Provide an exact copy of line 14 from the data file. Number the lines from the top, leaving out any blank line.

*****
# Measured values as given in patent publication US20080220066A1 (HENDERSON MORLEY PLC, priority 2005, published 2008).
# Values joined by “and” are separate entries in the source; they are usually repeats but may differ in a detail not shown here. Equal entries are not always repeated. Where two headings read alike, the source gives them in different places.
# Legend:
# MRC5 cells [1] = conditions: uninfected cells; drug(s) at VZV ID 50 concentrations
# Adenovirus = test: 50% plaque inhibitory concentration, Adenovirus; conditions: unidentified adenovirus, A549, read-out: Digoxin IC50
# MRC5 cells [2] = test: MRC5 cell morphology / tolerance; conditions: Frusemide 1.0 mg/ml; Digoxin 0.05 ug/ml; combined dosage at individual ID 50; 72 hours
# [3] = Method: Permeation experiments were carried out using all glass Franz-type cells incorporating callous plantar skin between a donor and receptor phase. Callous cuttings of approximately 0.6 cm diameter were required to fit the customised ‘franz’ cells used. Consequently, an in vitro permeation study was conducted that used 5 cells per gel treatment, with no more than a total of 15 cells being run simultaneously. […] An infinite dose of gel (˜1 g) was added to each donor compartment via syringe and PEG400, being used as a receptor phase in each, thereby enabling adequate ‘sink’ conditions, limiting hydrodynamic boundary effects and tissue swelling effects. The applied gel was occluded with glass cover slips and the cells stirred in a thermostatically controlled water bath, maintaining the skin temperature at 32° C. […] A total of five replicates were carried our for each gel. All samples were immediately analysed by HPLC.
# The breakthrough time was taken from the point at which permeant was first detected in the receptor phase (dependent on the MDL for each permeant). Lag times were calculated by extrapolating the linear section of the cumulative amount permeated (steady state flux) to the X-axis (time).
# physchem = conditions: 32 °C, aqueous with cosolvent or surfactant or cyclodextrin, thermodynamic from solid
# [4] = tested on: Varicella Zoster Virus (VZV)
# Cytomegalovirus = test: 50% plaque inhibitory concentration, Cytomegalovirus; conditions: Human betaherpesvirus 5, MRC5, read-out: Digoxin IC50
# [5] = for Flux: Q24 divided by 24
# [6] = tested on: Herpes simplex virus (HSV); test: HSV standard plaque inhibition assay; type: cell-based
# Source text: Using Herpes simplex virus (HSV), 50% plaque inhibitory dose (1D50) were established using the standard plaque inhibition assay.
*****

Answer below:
# Source text: Using Herpes simplex virus (HSV), 50% plaque inhibitory dose (1D50) were established using the standard plaque inhibition assay.